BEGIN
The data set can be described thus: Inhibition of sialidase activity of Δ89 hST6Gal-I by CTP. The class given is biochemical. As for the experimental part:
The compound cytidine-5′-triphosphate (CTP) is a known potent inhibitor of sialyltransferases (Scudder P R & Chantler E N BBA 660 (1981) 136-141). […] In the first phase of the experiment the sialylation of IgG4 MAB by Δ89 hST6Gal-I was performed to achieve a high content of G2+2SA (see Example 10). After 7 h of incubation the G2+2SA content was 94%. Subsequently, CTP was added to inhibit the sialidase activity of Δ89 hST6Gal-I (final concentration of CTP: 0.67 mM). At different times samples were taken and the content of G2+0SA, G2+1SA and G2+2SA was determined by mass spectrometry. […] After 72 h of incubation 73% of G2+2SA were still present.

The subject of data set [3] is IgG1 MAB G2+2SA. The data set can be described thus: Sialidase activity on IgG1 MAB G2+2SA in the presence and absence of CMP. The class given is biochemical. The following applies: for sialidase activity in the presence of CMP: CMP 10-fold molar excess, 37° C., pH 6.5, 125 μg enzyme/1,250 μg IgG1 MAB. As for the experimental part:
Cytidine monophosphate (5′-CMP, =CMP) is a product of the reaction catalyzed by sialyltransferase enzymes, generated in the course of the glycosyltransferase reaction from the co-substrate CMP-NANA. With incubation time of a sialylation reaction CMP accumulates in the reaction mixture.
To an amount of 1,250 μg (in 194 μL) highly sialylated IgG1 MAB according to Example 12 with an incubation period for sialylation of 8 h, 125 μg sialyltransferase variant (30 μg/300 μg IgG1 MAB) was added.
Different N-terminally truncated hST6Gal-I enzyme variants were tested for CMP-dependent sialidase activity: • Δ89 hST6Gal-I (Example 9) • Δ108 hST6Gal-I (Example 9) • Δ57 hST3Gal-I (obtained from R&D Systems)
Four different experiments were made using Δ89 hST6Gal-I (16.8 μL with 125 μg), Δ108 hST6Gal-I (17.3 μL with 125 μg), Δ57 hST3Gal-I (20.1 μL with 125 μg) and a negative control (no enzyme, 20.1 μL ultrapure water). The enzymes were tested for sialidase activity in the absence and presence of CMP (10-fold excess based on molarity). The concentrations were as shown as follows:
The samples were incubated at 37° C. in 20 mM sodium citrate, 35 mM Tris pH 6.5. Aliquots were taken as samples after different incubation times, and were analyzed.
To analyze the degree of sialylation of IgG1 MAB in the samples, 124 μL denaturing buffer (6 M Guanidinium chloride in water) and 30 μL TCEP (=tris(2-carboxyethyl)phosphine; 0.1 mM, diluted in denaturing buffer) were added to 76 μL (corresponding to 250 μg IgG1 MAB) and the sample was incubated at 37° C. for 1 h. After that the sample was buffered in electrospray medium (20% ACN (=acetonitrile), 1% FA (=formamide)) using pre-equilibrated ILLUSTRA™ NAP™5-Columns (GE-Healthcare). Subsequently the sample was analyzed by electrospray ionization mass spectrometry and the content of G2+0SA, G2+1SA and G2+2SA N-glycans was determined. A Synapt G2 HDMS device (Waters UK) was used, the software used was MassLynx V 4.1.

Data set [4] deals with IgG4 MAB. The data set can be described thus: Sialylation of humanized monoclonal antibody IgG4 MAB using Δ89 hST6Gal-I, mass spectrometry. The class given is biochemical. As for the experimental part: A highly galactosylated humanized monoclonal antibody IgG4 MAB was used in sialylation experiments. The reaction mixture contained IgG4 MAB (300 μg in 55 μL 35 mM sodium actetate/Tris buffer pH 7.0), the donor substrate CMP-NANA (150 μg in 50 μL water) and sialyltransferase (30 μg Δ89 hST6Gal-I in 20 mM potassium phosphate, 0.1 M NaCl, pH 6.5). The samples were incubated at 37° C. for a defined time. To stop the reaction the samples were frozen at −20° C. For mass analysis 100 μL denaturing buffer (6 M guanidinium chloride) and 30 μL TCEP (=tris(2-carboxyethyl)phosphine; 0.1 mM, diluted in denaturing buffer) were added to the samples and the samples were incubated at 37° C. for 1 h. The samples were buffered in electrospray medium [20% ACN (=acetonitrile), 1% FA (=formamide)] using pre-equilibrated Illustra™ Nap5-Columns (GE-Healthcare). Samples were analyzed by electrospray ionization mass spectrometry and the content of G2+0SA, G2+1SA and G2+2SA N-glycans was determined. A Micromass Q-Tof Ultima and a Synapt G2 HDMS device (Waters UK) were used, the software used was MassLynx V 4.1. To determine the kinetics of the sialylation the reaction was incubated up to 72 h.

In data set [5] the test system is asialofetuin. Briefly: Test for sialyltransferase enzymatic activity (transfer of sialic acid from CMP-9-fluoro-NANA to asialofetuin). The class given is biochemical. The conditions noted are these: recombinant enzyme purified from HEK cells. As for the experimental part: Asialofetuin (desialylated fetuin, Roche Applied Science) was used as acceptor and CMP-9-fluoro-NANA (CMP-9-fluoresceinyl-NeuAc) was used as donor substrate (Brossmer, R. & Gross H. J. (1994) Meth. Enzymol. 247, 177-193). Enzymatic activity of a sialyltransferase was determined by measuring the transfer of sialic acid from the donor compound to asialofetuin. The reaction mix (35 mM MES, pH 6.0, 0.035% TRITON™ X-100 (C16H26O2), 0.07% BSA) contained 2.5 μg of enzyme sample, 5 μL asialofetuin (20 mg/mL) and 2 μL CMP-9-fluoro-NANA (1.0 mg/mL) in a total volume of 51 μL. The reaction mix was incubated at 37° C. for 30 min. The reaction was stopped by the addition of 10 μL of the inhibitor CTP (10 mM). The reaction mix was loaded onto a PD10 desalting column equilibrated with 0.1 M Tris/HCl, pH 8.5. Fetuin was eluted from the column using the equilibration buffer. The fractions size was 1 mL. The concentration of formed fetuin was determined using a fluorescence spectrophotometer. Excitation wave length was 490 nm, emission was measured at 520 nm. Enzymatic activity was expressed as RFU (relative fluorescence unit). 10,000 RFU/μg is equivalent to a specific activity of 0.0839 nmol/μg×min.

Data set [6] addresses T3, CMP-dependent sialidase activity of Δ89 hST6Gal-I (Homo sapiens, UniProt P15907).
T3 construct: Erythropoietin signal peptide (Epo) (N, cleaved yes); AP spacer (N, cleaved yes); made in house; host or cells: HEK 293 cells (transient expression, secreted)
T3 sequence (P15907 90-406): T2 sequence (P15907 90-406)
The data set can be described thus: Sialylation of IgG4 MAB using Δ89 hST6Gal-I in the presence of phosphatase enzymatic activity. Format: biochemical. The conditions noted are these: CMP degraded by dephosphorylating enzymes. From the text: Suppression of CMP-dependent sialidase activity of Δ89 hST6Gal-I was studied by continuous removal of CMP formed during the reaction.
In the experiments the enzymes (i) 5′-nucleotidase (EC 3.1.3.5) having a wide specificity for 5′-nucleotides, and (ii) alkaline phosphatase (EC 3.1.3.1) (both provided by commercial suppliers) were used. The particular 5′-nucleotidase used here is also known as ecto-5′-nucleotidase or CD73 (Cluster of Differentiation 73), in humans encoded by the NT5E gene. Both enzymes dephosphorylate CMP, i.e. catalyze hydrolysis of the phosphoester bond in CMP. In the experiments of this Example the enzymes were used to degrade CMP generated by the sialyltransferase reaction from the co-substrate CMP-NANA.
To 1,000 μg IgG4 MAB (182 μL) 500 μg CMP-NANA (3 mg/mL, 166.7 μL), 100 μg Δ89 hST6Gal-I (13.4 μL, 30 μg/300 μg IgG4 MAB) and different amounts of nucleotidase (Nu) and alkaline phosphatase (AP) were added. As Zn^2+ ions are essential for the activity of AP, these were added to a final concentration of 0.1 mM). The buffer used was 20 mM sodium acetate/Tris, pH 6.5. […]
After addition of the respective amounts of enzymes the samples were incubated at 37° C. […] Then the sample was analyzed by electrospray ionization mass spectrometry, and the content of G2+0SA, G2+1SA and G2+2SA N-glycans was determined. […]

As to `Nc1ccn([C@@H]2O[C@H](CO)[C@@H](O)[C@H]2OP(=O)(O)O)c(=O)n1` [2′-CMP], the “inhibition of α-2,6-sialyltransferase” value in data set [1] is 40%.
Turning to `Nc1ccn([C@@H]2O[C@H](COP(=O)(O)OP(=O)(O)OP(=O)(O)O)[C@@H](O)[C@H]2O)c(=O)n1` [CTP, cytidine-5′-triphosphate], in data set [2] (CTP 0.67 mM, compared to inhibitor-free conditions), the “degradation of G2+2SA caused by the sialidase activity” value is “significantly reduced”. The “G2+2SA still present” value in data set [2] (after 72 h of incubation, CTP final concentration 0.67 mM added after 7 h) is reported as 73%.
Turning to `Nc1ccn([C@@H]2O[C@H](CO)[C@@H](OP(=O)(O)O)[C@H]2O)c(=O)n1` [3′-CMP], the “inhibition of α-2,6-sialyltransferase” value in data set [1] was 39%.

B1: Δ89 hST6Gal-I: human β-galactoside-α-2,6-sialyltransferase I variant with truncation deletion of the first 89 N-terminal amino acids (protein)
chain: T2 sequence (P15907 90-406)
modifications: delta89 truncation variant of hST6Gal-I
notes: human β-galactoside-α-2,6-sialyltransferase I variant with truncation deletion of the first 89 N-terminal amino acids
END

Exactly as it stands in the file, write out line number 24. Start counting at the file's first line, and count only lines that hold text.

modifications: delta89 truncation variant of hST6Gal-I